According to PV InfoLink, global solar module demand forecast for 2020 is likely to add up to a total of 117.1 GW, down from its previous estimates of 121.5 GW. This will be spread out to under 30 GW in Q1 and Q2, and between 30 GW to 40 GW in Q3 and Q4. (Source: PV InfoLink)
- PV InfoLink has once again lowered its annual PV module demand forecast for 2020 to 117.1 GW, down from what it says its previous forecast was at 121.5 GW
- It fears resurgence of COVID-19 in some geographies outside China and tight polysilicon supply pushing up upstream prices that is forcing module makers to cut production and developers waiting out the time to install projects
- For China, PV InfoLink has revised downward its forecast from 43.5 GW to 41 GW
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PV InfoLink has confirmed fears of decreasing solar PV demand becoming the first solar PV market intelligence firm to lower its annual forecast for global solar module demand in 2020. It cited short supply of polysilicon in the market pushing up module prices, thereby stalling installations this year (see Flood Warning Halts Tongwei’s Polysilicon Production).
Analysts at PV InfoLink say they have revised down their forecast for global module demand for 2020 from 121.5 GW to 117.1 GW, ‘somewhat lower than last year’s level’. Even for China, it has lowered its full-year guidance a little from 43.5 GW to 41 GW, and the Chinese demand for unsubsidized projects to 7 GW for 2020.
Module demand during remaining 2 quarters of this year may remain stable instead of growing on quarterly basis as PV projects in China and abroad a scheduled to come online after 2020 may be postponed for installation causing module demand to shrink. COVID-19 remains on the radar of the analysts who factor in risks of the virus’ resurgence in Europe, the US, Japan, South Korea and the Middle East in the revised module demand forecast.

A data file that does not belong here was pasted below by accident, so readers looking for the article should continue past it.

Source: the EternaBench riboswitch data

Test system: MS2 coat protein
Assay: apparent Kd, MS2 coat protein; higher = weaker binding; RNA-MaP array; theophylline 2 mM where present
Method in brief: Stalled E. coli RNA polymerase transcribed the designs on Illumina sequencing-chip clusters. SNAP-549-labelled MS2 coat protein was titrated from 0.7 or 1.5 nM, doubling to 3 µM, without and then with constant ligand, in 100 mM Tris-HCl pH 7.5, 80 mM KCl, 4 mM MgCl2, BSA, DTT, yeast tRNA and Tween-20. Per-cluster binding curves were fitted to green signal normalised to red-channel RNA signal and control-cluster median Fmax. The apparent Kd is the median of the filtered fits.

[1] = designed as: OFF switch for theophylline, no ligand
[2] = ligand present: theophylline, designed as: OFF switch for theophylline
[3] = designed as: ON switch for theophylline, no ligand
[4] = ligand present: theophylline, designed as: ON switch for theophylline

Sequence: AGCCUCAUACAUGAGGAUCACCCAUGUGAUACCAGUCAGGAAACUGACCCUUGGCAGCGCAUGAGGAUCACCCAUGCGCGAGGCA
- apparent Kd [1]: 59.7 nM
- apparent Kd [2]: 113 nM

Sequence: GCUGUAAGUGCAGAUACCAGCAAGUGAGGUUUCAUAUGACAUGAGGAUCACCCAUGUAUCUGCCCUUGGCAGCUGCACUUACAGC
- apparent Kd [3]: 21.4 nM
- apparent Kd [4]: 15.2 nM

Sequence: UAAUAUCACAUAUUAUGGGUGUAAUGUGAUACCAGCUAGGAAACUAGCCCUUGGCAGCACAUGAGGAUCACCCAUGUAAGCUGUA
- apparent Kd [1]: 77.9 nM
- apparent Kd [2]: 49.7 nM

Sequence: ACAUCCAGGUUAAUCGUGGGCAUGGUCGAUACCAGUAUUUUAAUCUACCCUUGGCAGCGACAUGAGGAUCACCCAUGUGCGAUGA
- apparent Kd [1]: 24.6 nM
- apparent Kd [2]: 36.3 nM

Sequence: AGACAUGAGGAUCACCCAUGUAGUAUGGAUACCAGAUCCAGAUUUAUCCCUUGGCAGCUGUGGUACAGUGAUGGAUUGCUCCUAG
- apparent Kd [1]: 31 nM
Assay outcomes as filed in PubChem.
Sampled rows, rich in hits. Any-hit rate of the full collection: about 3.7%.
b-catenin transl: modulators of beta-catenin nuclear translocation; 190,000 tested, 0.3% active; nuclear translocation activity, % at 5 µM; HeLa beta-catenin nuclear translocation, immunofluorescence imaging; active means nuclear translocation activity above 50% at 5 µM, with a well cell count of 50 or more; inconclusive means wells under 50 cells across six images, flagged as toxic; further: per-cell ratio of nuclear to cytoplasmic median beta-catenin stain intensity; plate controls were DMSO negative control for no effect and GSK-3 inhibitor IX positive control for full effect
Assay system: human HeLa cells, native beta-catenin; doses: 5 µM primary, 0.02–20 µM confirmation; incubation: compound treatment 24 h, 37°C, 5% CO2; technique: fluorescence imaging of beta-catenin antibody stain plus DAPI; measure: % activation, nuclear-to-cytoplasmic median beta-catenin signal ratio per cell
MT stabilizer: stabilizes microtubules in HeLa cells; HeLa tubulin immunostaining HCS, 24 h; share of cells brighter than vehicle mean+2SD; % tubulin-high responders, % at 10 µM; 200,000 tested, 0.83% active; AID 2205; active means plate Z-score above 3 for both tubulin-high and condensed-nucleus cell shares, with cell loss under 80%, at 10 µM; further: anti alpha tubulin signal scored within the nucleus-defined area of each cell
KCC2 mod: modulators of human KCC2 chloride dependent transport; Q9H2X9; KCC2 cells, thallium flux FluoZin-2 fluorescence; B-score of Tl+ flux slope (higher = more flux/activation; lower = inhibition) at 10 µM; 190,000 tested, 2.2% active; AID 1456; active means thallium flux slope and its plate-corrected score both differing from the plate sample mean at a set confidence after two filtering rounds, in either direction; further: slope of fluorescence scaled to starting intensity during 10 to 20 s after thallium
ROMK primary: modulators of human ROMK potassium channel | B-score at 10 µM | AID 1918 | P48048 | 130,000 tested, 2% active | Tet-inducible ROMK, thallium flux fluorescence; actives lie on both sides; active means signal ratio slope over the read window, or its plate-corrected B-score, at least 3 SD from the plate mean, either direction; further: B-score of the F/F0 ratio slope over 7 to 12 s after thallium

Rapid increase in polysilicon prices has been pushing up solar wafer and cell prices forcing some module makers to cut production. They explain, “The impact of diminished module production is penetrating upstream to the cell segment, which is also dealing with rising wafer prices.” All these factors are contributing to increased module prices.
“In response to growing costs Chinese module makers have raised their price quotes by RMB 0.1 and RMB 0.2 ($0.015 to $0.029) per W to RMB 1.6 to RMB 1.7 ($0.23 to $0.25) per W. The trading prices for M6-based mono PERC modules has recently climbed to RMB 1.55 to RMB 1.65 ($0.23 to $0.24) per W, but there are only a handful of other deals booked with price increases,” PV InfoLink explains. “If module prices top RMB 1.6 per W, it will pose a huge obstacle two unsubsidized projects for which investments are strictly controlled and are not subject to commissioning deadline.”
PV InfoLink believes in September 2020 Chinese polysilicon factories are likely to run at near-full capacity and with other non-Chinese producers contributing to global supply, there ‘won’t be much increase in mono-grade polysilicon prices.’
Things should get better with new cell production lines coming online, cell prices should start to decline at the end of Q3/2020.
PV InfoLink has been lowering its annual global solar module demand for 2020 since the start of this year before it upped it in the summer. In February 2020, even as China suffered the most due to COVID-19, its forecast remained firm at 134.3 GW, lowering to 129.1 GW it shared during a TaiyangNews webinar in early March 2020, and further down to 108.8 GW in May 2020 in a neutral scenario after the pandemic outbreak (see PV InfoLink Lowers 2020 Solar Demand To 108.8 GW). Now it says it has revised the forecast from 121.5 GW to 117.1 GW.